Whether a foreigner or a citizen, anyone who suffers an injury in Italy is subject to the Italian legal system for compensation.
To be entitled to compensation, the injury must not be self-inflicted, but must result from the negligent behavior-active or passive-of another person.
This is a collective term, but at the same time a single figure of damage, which assesses all the circumstances of an injury that do not directly affect a person’s property. In other words, everything that does not damage a person’s property, such as rear-ending a car, falls under this term.
The central manifestation of non-asset damage is bodily injury or what is known in Italy as biological damage.
Biological damage is a physical and/or psychological injury to a person that gives rise to a claim for compensation.
This injury must be medically assessed and can affect the life of the person affected in several ways. A medical examiner evaluates the injury with percentage points, which are in turn used for calculation using the tabular system.
Non-pecuniary damage refers not only to the consequences that an event may have on a person’s ability to carry out his or her normal work activities, but also to the consequences that may affect his or her social and cultural life and appearance, as well as projecting into the future.
A wide range of factors are included, such as:
- physical appearance (e.g., an obvious scar on the face);
- ability to relate to others (e.g., opportunities for sexual interaction, etc.);
- impact on a person’s specific preferences (e.g., can no longer play soccer but has always played in the club, etc.).
- Psychological impact of all these factors;
- Missed opportunities, etc;
- Loss of a family relationship (e.g., loss of father).
This category includes all documented direct damage, such as a collision with a car, as well as lost earnings, caused, for example, by the loss of working days or damage to work equipment. This is a somewhat narrower category than non-pecuniary damage, mainly because the assessment leaves relatively little room for manoeuvre.
Calculation of damages
The number of noneconomic damages cannot be determined with mathematical precision and must be assessed appropriately by the court. This is done, of course, with the help of expert reports and tables, which are intended to ensure a uniform assessment of damages throughout the country. Finally, the court must justify the quantification in the reasons for the judgment.
The amount of compensation for biological damage is calculated primarily on the basis of the type of disability, that is, whether it is “temporary” or “permanent.”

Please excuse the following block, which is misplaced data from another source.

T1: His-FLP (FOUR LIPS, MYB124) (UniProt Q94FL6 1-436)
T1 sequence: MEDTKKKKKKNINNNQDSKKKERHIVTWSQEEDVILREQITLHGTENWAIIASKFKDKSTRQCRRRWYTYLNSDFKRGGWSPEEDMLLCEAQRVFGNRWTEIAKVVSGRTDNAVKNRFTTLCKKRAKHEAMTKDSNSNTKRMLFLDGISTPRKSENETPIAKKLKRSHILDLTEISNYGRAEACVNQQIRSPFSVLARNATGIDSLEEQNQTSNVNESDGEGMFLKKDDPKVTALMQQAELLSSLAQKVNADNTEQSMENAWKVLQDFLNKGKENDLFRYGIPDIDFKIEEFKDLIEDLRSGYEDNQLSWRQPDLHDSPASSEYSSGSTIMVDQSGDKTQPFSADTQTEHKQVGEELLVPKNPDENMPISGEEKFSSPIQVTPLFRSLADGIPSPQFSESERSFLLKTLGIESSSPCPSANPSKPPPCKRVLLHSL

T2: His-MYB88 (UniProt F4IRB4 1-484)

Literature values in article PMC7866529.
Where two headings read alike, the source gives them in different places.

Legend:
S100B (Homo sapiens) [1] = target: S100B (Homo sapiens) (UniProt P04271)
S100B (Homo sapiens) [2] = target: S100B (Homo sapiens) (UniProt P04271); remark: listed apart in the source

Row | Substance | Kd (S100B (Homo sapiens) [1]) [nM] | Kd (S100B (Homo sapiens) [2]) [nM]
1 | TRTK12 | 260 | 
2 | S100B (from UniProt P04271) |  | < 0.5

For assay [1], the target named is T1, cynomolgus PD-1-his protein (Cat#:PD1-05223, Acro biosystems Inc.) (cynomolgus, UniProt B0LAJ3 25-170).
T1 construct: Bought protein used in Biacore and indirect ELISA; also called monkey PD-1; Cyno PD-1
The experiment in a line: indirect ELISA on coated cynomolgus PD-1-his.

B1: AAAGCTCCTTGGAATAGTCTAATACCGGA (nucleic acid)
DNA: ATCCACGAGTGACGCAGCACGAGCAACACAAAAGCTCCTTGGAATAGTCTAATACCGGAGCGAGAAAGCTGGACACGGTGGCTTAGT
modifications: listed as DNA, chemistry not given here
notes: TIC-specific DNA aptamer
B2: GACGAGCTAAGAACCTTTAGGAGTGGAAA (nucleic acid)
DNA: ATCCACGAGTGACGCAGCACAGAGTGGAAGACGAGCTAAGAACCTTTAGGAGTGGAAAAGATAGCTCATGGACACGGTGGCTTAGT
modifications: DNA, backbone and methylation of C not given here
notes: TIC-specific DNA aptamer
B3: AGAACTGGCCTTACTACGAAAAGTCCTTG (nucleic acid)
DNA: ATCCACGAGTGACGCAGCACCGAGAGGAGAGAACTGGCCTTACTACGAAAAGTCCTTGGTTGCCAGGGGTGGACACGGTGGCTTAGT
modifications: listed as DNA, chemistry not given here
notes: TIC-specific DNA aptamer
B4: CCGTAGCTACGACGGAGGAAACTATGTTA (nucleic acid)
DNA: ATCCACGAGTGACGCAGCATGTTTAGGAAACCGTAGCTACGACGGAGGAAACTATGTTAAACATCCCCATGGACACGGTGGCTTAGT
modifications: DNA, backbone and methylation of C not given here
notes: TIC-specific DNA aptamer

Temporary disability corresponds to the number of days in which the injured person was totally or partially unable to work (the percentage of days in which he or she was unable to lead a normal life is taken into account); permanent disability, on the other hand, does not have to do with the injury itself, but with the consequences it caused, which last for a longer period of time.
It is the medical examiner who determines what kind of disability it is by examining the victim, assessing all the consequences the injury has caused in every aspect of life, and declaring the percentage of permanent disability he or she finds in the case.
Widely standardized court tables are used to calculate compensation for biological damage. They contain a series of figures that vary according to the age of the injured person and the degree of disability ascertained by the medical examiner.
Since the law provides precise figures for calculating compensation only in the case of “micropermanent” injuries (i.e., those not exceeding 9 points of disability), in more serious cases, tables developed by different courts are used. The most widely used are the Milan tables.
In the other circumstances of non-pecuniary damage to be assessed, there is a lot of discretion and there can also be interesting deviations in the assessment of damages, which can be excluded in the case of pecuniary damage, since in this case it is usually possible to make clear assessments based on the evidence taken.
Examples of compensation amounts:
Here are some examples from practice:
- A person has most of his big toe amputated as a result of a medical liability accident. The medical examiner determines a disability of 18%. Amount claimed according to the Milan tables: 95,000 euros.
- A person suffers a ruptured spleen and other injuries after a sledding accident, has to undergo several operations with complications. The medical examiner determines a disability of 16%. Sum claimed according to the Milan tables 139,000 €.
- A minor child is hit by a truck and suffers fatal injuries. The parents are the injured parties for the loss of their son due to death; the damages are 100%. Sum claimed according to the Milan tables €1.35 million.